Gamification applications can be very varied, and there are many different game design elements that can result in different affordances for learners, modes of social interactions, and learning arrangements (Sailer et al., 2017). Another example of this is the different models used (PBL vs MDA). In most cases, MDA includes the characteristics of PBL. Although the PBL model could respond to those teachers who are concerned that the application of gamified teaching requires excessive workload (Fernandez-Rio et al., 2020), being a simpler and easier model, most authors use the MDA model. According to this, some studies have claimed that the PBL model could generate excessive competitiveness, increased external regulation or even a decrease in interest (Blázquez-Sánchez & Flores-Aguilar, 2021; Ferriz-Valero et al., 2020; Werbach & Hunter, 2012). At this point of the gamification research in PE, it would be very speculative to reflect on which model is best in PE, since both show positive results of gamification. For instance, Rutberg and Lindqvist (2018) point out that the stickers (points and badges for achieving challenges) enhanced the motivation and engagement for the children, and many children wanted to bike to school even if the weather was bad. Although the age of the students could be a significant independent variable in this assertion, when students voluntarily proposed to participate in a gamified environment, one aspect that repeated in many studies, with examples from primary to college students, was the student engagement to challenges (Arufe-Giráldez, 2019; Carrasco-Ramírez et al., 2019; Castañeda-Vázquez et al., 2019; Dólera-Montoya et al., 2021; Fernandez-Rio et al., 2020; Monguillot-Hernando et al., 2015; Pérez-López et al., 2019; Pérez-López et al., 2017a; Pérez-López et al., 2017b; Pérez-López & Rivera-García, 2017; Quintero-González et al., 2018; Rouissi et al., 2020; Rutberg & Lindqvist, 2018) and, consequently, a greater self-perceived motor competence (Martín-Moya et al., 2018). In fact, in the Pérez-López et al. (2017b) study, a college student stated that: “The truth is that I recognize that my self-esteem has been reinforced, because I never thought I would be able to improve some lifestyles, and more importantly, to be able to help my girlfriend improve hers” (p. 947).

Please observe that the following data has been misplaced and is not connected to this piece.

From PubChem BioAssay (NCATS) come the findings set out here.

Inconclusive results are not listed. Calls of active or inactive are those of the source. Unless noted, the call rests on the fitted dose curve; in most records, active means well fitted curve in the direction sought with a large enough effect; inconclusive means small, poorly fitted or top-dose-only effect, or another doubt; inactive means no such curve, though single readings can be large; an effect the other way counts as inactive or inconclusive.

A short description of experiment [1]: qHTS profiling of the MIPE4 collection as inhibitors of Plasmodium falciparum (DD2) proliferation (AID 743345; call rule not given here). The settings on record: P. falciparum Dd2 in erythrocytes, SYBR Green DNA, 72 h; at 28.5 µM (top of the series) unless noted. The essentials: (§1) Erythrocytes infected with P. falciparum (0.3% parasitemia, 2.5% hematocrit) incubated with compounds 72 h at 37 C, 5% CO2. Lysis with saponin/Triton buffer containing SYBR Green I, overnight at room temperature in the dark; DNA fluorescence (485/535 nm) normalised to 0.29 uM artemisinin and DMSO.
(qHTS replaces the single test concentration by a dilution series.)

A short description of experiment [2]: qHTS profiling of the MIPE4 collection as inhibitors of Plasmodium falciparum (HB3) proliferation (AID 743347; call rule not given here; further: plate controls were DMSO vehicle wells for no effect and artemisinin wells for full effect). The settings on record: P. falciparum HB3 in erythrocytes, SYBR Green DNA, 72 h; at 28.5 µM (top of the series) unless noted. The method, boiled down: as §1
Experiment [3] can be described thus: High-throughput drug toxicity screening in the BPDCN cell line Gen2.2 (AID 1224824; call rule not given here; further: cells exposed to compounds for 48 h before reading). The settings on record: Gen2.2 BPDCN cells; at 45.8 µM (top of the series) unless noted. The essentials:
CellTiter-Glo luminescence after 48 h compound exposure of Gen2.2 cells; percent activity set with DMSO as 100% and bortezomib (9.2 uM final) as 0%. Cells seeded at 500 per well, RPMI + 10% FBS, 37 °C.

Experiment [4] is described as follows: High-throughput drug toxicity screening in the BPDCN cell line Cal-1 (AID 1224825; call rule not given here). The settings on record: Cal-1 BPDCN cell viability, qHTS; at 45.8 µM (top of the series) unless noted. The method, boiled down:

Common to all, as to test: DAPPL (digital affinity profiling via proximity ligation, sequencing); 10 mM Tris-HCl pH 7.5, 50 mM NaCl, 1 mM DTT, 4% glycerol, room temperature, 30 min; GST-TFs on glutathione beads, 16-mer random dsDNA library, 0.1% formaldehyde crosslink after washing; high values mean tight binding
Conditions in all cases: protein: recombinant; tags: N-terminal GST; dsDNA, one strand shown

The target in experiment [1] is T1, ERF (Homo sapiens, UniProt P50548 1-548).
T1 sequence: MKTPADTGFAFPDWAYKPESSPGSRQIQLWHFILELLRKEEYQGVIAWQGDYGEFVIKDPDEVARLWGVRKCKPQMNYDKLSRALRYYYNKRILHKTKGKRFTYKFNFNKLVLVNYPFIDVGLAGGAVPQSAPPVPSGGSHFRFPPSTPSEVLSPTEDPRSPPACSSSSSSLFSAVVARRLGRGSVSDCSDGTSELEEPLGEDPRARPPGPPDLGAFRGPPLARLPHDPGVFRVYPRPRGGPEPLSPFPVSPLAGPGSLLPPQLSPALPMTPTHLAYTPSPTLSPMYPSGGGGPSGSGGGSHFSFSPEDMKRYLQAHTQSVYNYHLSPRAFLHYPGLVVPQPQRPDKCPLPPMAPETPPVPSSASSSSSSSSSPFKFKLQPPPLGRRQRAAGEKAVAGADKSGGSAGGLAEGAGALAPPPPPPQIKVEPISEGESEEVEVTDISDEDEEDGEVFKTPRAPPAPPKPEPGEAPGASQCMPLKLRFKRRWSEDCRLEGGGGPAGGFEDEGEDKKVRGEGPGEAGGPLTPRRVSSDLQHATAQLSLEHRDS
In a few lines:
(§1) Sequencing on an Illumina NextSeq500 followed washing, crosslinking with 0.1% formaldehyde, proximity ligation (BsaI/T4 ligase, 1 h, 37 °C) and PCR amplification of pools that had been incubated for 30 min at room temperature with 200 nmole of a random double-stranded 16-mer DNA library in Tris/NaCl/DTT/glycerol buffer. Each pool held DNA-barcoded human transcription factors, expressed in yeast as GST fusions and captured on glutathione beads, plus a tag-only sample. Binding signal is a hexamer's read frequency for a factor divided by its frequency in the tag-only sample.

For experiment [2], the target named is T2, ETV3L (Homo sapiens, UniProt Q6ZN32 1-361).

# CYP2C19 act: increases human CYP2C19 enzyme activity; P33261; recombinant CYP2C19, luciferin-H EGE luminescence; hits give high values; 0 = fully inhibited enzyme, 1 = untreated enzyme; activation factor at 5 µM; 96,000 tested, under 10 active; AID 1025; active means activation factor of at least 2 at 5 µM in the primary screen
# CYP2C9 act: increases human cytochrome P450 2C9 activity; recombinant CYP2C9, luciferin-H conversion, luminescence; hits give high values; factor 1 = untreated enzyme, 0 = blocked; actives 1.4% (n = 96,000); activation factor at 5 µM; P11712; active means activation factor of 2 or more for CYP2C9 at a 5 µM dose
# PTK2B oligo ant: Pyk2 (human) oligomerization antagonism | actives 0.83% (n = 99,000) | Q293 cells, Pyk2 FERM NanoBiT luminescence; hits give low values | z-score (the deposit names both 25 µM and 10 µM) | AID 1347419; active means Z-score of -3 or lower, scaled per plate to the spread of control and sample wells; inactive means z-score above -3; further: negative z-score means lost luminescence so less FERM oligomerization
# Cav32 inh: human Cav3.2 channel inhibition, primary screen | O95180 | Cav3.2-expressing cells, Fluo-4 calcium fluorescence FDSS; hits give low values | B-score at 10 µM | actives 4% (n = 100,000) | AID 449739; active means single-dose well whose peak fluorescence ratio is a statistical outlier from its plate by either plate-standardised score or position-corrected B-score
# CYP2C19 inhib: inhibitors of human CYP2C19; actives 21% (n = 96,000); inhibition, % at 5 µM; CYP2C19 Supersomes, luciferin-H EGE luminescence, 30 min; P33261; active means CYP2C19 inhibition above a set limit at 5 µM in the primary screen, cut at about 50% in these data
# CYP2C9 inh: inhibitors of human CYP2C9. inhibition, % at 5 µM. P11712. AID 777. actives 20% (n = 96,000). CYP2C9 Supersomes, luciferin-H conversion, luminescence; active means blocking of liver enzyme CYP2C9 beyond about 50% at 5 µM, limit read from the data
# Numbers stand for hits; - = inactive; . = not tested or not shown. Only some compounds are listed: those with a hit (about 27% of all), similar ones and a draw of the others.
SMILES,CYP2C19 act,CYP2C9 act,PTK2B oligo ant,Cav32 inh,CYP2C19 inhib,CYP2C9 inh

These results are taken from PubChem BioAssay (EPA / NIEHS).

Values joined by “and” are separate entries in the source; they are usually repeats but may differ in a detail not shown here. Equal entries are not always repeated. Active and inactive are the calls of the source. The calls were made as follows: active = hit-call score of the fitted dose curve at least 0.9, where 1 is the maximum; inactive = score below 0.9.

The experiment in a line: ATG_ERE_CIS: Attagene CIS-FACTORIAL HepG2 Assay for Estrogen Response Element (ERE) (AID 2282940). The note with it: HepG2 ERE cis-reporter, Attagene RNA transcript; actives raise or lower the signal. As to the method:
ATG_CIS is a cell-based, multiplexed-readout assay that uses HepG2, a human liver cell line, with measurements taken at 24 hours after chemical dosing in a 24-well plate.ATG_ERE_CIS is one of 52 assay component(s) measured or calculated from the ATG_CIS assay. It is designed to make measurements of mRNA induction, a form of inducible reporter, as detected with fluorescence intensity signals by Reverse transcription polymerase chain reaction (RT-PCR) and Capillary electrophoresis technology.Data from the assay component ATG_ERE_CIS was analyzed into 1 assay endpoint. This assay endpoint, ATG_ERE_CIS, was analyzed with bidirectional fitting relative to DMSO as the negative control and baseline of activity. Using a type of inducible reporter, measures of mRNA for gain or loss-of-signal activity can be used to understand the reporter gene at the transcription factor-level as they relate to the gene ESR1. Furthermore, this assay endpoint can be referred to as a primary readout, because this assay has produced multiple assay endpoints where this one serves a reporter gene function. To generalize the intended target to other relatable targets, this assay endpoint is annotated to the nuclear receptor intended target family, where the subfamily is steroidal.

According to the previous paragraph, there is a key mechanic element (Werbach & Hunter, 2012) that we consider important to discuss: the feedback that students receive about their progress in gamified experience. Points, badges, levels, etc., help this goal through a portfolio (Fernandez-Rio et al., 2020), progress bar (Castañeda-Vázquez et al., 2019; Rutberg & Lindqvist, 2018; Serrano-Durá et al., 2021), tracking card or leaderboards (Arufe-Giráldez, 2019; Martín-Moya et al., 2018; Monguillot-Hernando et al., 2015; Pérez-López et al., 2019; Pérez-López et al., 2017a; Pérez-López et al., 2017b; Pérez-López & Rivera-García, 2017; Quintero-González et al., 2018; Rouissi et al., 2020) and, finally, using mobile apps (Ferriz-Valero et al., 2020).